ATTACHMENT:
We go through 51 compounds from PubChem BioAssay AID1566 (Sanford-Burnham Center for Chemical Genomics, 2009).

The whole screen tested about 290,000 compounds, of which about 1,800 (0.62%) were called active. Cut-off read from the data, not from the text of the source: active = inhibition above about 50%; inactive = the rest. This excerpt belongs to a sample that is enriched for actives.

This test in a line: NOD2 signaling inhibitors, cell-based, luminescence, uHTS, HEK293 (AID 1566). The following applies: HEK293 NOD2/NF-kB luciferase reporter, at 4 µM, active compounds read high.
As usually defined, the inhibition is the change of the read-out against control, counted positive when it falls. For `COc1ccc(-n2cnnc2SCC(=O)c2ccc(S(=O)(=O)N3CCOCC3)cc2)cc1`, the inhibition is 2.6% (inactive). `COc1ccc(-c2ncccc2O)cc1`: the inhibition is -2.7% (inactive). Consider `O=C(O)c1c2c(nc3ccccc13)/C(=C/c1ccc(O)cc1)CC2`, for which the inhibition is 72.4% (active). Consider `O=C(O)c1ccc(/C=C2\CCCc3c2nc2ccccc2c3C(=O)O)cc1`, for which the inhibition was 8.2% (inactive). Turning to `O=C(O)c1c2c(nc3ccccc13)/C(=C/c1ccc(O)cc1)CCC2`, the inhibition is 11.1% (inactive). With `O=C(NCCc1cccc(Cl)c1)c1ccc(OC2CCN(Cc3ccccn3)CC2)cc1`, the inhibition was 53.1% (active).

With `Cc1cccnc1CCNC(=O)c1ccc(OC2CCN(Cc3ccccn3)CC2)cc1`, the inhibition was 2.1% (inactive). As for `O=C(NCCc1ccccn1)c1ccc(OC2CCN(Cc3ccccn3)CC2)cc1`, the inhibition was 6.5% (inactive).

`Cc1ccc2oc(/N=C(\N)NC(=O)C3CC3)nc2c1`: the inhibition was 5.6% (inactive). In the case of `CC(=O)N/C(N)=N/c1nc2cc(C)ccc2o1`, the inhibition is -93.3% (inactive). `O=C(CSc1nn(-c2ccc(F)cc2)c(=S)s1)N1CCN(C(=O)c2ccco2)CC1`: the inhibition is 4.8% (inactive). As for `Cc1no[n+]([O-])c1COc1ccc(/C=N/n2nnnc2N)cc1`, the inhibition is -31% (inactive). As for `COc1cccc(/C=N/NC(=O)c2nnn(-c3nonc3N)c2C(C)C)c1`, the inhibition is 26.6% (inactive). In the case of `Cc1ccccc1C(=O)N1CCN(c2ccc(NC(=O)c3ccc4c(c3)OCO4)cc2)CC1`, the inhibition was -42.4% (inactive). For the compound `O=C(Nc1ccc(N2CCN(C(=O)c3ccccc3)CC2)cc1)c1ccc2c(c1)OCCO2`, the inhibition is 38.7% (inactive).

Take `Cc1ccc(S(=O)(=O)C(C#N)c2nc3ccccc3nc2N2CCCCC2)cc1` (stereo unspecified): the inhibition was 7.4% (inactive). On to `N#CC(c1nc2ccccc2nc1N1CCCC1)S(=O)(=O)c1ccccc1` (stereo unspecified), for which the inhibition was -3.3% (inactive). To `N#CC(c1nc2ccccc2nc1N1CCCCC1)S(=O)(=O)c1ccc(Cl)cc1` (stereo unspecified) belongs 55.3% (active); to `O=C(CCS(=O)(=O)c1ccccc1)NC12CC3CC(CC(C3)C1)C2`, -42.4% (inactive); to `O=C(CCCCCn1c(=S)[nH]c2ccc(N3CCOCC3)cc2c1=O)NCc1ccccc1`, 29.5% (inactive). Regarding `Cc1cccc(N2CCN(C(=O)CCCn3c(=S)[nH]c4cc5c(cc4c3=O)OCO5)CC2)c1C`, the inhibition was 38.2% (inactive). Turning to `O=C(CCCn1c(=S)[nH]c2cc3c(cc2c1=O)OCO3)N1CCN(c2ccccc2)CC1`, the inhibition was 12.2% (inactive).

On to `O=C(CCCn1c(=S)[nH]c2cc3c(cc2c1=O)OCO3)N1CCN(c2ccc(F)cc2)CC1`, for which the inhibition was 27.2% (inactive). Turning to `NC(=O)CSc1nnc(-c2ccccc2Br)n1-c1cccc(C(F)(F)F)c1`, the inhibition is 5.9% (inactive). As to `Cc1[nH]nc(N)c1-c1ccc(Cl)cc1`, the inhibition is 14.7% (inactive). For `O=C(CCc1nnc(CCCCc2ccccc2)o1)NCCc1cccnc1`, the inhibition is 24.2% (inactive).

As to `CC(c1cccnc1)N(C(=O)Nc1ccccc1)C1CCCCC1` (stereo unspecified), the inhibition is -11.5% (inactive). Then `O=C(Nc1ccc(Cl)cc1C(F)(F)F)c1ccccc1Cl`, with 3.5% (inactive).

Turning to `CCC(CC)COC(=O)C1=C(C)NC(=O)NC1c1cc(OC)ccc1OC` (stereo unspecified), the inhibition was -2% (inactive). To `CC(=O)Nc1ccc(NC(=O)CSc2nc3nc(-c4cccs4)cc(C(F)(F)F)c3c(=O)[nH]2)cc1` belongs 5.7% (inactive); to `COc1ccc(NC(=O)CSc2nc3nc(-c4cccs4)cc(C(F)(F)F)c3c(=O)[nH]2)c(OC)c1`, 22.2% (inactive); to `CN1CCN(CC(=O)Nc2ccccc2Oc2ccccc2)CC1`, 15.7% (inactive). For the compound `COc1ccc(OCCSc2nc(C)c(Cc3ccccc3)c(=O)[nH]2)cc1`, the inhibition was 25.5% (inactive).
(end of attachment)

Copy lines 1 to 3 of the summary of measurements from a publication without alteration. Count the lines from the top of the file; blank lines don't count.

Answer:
We go through 51 compounds from PubChem BioAssay AID1566 (Sanford-Burnham Center for Chemical Genomics, 2009).

The whole screen tested about 290,000 compounds, of which about 1,800 (0.62%) were called active. Cut-off read from the data, not from the text of the source: active = inhibition above about 50%; inactive = the rest. This excerpt belongs to a sample that is enriched for actives.

This test in a line: NOD2 signaling inhibitors, cell-based, luminescence, uHTS, HEK293 (AID 1566). The following applies: HEK293 NOD2/NF-kB luciferase reporter, at 4 µM, active compounds read high.